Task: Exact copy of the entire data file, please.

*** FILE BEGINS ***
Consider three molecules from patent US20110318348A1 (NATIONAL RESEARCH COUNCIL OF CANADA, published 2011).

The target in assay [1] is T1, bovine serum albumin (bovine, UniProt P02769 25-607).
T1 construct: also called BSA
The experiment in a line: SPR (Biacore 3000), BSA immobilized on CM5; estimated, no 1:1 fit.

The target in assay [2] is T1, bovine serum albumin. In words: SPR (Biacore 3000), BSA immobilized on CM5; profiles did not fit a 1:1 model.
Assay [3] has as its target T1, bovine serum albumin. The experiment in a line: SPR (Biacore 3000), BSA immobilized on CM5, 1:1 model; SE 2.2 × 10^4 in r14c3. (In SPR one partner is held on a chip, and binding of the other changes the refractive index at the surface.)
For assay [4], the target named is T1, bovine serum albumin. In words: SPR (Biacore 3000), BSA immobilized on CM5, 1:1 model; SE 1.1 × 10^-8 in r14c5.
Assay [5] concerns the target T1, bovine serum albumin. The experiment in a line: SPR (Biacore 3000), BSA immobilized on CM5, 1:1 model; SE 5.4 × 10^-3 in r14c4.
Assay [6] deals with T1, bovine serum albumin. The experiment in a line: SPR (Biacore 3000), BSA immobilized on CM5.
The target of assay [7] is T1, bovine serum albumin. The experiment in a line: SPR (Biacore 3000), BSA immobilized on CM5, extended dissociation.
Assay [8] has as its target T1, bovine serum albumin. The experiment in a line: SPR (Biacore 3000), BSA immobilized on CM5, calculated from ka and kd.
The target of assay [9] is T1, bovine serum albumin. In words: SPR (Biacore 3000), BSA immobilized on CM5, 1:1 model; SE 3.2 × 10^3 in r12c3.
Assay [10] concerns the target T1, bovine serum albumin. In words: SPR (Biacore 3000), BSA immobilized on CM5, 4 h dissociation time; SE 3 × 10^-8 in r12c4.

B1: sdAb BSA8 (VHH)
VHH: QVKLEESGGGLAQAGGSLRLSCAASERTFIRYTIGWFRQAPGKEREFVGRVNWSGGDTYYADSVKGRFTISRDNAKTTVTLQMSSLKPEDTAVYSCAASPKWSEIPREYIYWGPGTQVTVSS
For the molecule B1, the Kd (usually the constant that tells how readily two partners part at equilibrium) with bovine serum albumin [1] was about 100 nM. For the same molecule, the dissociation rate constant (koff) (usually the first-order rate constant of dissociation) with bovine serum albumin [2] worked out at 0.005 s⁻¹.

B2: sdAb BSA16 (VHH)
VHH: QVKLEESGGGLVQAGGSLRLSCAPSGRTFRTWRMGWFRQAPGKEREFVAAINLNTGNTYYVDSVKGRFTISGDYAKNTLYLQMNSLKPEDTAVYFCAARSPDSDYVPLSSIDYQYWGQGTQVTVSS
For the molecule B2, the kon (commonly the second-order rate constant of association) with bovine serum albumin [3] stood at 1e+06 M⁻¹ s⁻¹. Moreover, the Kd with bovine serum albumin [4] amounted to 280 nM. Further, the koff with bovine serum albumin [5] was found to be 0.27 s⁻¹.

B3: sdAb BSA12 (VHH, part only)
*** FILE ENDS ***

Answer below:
Consider three molecules from patent US20110318348A1 (NATIONAL RESEARCH COUNCIL OF CANADA, published 2011).

The target in assay [1] is T1, bovine serum albumin (bovine, UniProt P02769 25-607).
T1 construct: also called BSA
The experiment in a line: SPR (Biacore 3000), BSA immobilized on CM5; estimated, no 1:1 fit.

The target in assay [2] is T1, bovine serum albumin. In words: SPR (Biacore 3000), BSA immobilized on CM5; profiles did not fit a 1:1 model.
Assay [3] has as its target T1, bovine serum albumin. The experiment in a line: SPR (Biacore 3000), BSA immobilized on CM5, 1:1 model; SE 2.2 × 10^4 in r14c3. (In SPR one partner is held on a chip, and binding of the other changes the refractive index at the surface.)
For assay [4], the target named is T1, bovine serum albumin. In words: SPR (Biacore 3000), BSA immobilized on CM5, 1:1 model; SE 1.1 × 10^-8 in r14c5.
Assay [5] concerns the target T1, bovine serum albumin. The experiment in a line: SPR (Biacore 3000), BSA immobilized on CM5, 1:1 model; SE 5.4 × 10^-3 in r14c4.
Assay [6] deals with T1, bovine serum albumin. The experiment in a line: SPR (Biacore 3000), BSA immobilized on CM5.
The target of assay [7] is T1, bovine serum albumin. The experiment in a line: SPR (Biacore 3000), BSA immobilized on CM5, extended dissociation.
Assay [8] has as its target T1, bovine serum albumin. The experiment in a line: SPR (Biacore 3000), BSA immobilized on CM5, calculated from ka and kd.
The target of assay [9] is T1, bovine serum albumin. In words: SPR (Biacore 3000), BSA immobilized on CM5, 1:1 model; SE 3.2 × 10^3 in r12c3.
Assay [10] concerns the target T1, bovine serum albumin. In words: SPR (Biacore 3000), BSA immobilized on CM5, 4 h dissociation time; SE 3 × 10^-8 in r12c4.

B1: sdAb BSA8 (VHH)
VHH: QVKLEESGGGLAQAGGSLRLSCAASERTFIRYTIGWFRQAPGKEREFVGRVNWSGGDTYYADSVKGRFTISRDNAKTTVTLQMSSLKPEDTAVYSCAASPKWSEIPREYIYWGPGTQVTVSS
For the molecule B1, the Kd (usually the constant that tells how readily two partners part at equilibrium) with bovine serum albumin [1] was about 100 nM. For the same molecule, the dissociation rate constant (koff) (usually the first-order rate constant of dissociation) with bovine serum albumin [2] worked out at 0.005 s⁻¹.

B2: sdAb BSA16 (VHH)
VHH: QVKLEESGGGLVQAGGSLRLSCAPSGRTFRTWRMGWFRQAPGKEREFVAAINLNTGNTYYVDSVKGRFTISGDYAKNTLYLQMNSLKPEDTAVYFCAARSPDSDYVPLSSIDYQYWGQGTQVTVSS
For the molecule B2, the kon (commonly the second-order rate constant of association) with bovine serum albumin [3] stood at 1e+06 M⁻¹ s⁻¹. Moreover, the Kd with bovine serum albumin [4] amounted to 280 nM. Further, the koff with bovine serum albumin [5] was found to be 0.27 s⁻¹.

B3: sdAb BSA12 (VHH, part only)